Kinship, past and present

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The heavy heat of the night combined with sporadic coughing from the tail end of a summer cold makes it difficult to sleep. I lean against propped pillows and resign myself to fitful dosing. Slipping into a quiet stoic mood, I rest my interlaced fingers against my stomach and, as if of their own accord, my thumbs begin twiddling. How like my father! I remember him at the end of a long workday, sloped against the burnt orange Naugahyde cushions of our Scandinavian teak chair, fingers interlaced, the thumbs slowly swivelling one against the other.

When I was young, I didn’t pay much attention to my genetic kinship. I had my father’s dark brown eyes, and my mother’s long fingers; I preferred being alone, like Dad, and felt compelled to please people, like Mom. That was about it. Now, well into my 60s, my now-departed kin make themselves visible in behaviour as well as looks. “Good!” I reply to a friend, as we agree on a lunch venue, and vividly, I hear my mother in both word and cadence. “Good!” she would always say in a firm, happy and ‘that’s settled’ tone; a plan confirmed, a date arranged. Over the last few years, my hair has turned almost completely white, and I can see my Dad’s sister, snowy-haired Tante Benine, reaching up through my hands to pat the hair in place.

And this weekend, a visit from my niece Jessica, her husband Mike and their gorgeous 8-month-old twin daughters, Annabelle and Jasmine. When I welcomed my niece, my hand reached out and gently stroked her cheek in one of my mother’s trademark gestures. Seated on a blanket made by my sister Patricia (Jessica’s mother, still very much alive), the babies kick their legs and pump their arms. They stare unabashedly at their kinfolk, faces crinkling into exuberant wide-mouthed laughs. Their slate blue eyes haven’t yet revealed which genetic pathway they’ll follow: brown like their Mom’s or hazel like their Dad’s. Like all babies, they are adorable beyond words, and we adults grin helplessly as we watch them cavort. The spirit of my dead parents hovers in the room, and I can feel the smiles of generations beaming through our own. Like Wendell Berry, “I tremble with gratitude”, celebrating another link of kinship and wonder.

2005 (VII)

I tremble with gratitude
for my children and their children
who take pleasure in one another.

At our dinners together, the dead
enter and pass among us
in living love and in memory.

And so the young are taught.

~ Wendell Berry



  1. Batia

    June 30, 2018

    A lovely reflection. Thanks, Mary Lou.

  2. Janice Falls

    July 1, 2018

    How touching Mary Lou. This causes me to reflect on my own family especially now that both parents and all of that generation are no longer living – what gestures, tones, behaviours of mine are shaped by my ancestors?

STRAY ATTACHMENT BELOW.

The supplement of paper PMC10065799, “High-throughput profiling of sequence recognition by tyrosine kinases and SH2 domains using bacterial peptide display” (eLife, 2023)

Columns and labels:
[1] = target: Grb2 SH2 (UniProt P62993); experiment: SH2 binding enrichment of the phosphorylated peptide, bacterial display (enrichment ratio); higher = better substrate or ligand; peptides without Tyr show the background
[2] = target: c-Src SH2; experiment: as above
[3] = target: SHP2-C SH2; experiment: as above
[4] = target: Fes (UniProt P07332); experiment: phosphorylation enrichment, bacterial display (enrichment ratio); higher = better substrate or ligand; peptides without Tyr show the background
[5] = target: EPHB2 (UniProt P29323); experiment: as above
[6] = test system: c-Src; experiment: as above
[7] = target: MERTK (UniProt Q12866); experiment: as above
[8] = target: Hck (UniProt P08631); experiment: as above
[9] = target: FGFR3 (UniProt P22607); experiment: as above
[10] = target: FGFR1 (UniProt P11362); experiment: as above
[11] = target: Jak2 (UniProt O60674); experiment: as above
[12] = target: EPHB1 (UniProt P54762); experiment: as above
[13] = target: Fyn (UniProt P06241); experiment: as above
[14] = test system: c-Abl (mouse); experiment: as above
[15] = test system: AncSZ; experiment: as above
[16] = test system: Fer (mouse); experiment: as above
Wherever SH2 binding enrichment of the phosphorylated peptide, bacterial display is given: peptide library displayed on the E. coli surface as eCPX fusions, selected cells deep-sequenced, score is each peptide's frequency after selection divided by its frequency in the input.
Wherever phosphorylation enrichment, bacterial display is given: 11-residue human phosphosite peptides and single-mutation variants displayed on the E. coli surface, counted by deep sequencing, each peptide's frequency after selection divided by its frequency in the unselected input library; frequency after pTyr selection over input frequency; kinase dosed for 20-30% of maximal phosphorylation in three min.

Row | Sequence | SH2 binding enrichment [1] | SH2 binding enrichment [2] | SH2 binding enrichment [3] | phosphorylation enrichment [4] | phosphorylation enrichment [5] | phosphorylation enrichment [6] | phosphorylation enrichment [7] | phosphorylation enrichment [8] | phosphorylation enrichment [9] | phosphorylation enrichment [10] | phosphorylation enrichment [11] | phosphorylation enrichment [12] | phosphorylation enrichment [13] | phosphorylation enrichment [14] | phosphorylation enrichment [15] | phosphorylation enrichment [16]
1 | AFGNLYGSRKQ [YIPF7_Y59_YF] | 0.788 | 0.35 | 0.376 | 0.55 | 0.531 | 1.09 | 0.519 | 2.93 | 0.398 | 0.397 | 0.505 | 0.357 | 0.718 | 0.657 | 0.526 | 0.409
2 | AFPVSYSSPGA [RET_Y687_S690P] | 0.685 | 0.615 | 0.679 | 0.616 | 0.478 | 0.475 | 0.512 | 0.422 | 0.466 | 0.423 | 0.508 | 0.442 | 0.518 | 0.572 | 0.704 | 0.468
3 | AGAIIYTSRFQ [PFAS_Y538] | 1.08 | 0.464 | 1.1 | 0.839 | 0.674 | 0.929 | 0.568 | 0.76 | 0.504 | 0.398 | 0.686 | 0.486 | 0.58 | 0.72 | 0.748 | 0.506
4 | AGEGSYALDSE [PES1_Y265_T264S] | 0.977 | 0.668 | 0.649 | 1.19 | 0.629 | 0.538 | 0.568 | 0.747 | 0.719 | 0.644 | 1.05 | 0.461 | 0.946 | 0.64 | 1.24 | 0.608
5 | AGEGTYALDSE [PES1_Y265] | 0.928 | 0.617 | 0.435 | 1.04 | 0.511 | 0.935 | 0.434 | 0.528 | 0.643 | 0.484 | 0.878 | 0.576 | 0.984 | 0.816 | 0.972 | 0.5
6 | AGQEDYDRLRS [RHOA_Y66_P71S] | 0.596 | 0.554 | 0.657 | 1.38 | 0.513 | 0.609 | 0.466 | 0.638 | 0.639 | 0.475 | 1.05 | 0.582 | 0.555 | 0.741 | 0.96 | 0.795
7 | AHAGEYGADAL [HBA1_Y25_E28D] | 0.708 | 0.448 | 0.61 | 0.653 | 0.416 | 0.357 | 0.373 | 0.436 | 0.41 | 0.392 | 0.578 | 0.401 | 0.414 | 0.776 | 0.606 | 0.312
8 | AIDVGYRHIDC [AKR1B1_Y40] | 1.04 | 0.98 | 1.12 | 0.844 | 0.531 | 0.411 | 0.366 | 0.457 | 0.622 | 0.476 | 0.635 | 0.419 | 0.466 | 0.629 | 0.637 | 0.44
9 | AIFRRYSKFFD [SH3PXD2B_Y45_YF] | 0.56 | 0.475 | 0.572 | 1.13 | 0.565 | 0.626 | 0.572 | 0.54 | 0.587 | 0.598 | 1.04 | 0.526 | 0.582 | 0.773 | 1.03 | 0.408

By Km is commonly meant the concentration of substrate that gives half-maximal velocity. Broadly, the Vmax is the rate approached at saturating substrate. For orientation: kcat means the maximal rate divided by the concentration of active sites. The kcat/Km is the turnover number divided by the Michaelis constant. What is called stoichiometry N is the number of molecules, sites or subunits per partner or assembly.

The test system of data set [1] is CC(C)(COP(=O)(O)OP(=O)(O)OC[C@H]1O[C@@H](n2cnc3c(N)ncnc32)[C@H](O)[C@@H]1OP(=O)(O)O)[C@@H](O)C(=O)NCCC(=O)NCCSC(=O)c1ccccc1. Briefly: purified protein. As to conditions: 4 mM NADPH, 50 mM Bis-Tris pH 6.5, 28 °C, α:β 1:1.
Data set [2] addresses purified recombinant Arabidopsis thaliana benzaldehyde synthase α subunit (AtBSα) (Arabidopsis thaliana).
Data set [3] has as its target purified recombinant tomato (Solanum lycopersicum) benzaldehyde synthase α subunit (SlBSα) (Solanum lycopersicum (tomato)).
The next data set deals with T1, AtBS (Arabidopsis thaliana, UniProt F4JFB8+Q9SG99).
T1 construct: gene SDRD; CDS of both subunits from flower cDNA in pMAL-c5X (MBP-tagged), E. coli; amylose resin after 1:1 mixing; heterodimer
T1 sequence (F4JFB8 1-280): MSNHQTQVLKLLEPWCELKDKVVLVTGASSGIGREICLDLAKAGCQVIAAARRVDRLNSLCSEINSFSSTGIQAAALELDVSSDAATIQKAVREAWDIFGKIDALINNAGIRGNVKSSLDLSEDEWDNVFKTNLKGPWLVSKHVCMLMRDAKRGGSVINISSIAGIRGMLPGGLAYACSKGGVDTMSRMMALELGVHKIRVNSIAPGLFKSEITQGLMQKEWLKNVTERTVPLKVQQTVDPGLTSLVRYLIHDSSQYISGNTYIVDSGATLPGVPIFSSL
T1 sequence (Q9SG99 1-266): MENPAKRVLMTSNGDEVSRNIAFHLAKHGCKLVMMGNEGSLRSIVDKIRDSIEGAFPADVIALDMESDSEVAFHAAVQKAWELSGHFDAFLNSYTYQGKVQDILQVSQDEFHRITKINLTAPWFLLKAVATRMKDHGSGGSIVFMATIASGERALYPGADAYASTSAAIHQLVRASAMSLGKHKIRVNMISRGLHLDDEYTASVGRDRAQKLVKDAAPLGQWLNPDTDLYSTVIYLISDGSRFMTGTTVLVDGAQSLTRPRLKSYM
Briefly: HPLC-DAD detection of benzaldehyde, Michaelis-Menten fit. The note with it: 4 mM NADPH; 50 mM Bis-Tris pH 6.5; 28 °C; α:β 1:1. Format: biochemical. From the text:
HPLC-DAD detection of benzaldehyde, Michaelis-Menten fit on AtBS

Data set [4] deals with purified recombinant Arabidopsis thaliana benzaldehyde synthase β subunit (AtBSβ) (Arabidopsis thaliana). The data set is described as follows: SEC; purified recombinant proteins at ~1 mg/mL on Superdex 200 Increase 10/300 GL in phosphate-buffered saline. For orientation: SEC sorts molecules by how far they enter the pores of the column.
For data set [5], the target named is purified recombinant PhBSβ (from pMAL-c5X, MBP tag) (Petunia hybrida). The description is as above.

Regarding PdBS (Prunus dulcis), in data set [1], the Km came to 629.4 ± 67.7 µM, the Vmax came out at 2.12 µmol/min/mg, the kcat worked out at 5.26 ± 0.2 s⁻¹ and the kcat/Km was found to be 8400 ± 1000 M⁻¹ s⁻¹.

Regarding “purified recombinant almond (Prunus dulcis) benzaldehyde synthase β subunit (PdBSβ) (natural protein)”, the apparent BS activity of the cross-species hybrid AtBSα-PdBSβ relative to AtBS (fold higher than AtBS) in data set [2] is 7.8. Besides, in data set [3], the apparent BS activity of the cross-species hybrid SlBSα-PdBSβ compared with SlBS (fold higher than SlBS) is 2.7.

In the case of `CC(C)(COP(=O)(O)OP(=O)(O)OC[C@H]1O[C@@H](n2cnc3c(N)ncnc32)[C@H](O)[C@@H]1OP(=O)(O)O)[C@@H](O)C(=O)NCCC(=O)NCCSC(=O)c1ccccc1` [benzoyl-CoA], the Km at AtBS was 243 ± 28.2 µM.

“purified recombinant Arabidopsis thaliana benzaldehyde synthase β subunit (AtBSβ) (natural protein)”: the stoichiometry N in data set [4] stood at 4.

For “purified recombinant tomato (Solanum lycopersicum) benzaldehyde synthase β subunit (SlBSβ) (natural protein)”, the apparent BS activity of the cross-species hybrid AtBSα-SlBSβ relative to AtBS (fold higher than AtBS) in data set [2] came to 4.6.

In living love and memory, such a beautiful way we carry on.
    Hope you cold is erased in this heat!! love Jan

  3. Mary Lou van Schaik

    July 4, 2018

    Such a good question, Jan…. I imagine our ancestors asking the same thing themselves….I hope you’re cooling off in a river nearby!

  4. Maureen McGahey

    July 15, 2018

    I am writing good ol Wendell in my journal now.

    Yes oh how this triggers memories especially of chaos at mealtime in my large family of origin.

    I must say this one to my mom as you know suffers from advanced Alzheimer’s. And my Mom’s antics during family meals while we grew up is quite a memory that always left me feeling disappointed…. and really sad.
    However there are also happier memories too!

    And as I sit under a tree on this astoundingly HOT day near Silver Lake we are now talking about mealtimes at Dave’s parents farm. I never tasted food so good—all from the massive garden was always being weeded lovingly by Helena who not only prepared an incredible meal but would also harvest and freeze beans, carrots and I can see the counter full of cucumber, corn relishes, pickled beets ,
    Dill pickles, icicle pickles and chili sauce….. oh and the pies….
    If hospitality was measured by nourishment Helena was the queen. Her real gift was as nourisher by the way she deeply listened to every person seated at her table. Oh my I miss her and Dave’s dad Renold who used to laugh so hard at the end of his jokes that I rarely heard the punch lines…

    And I often miss them most when their children laugh in unison— a Irish caucophony— like I have never heard quite the same way in any other family…. and this sound is now part of the next generation’s laughter too!

    Oh thanks for these sweet reminders of the ancestors and their presence at our family gatherings…@ a cellular level.


  5. Mary Lou van Schaik

    July 18, 2018

    Dear Maureen — what a wonderful memory you’ve shared! It makes me remember the bountiful garden harvest that fed us when we lived on the farm. And I love the sweet and poignant tribute to your inlaws. Thank you! Love – ML

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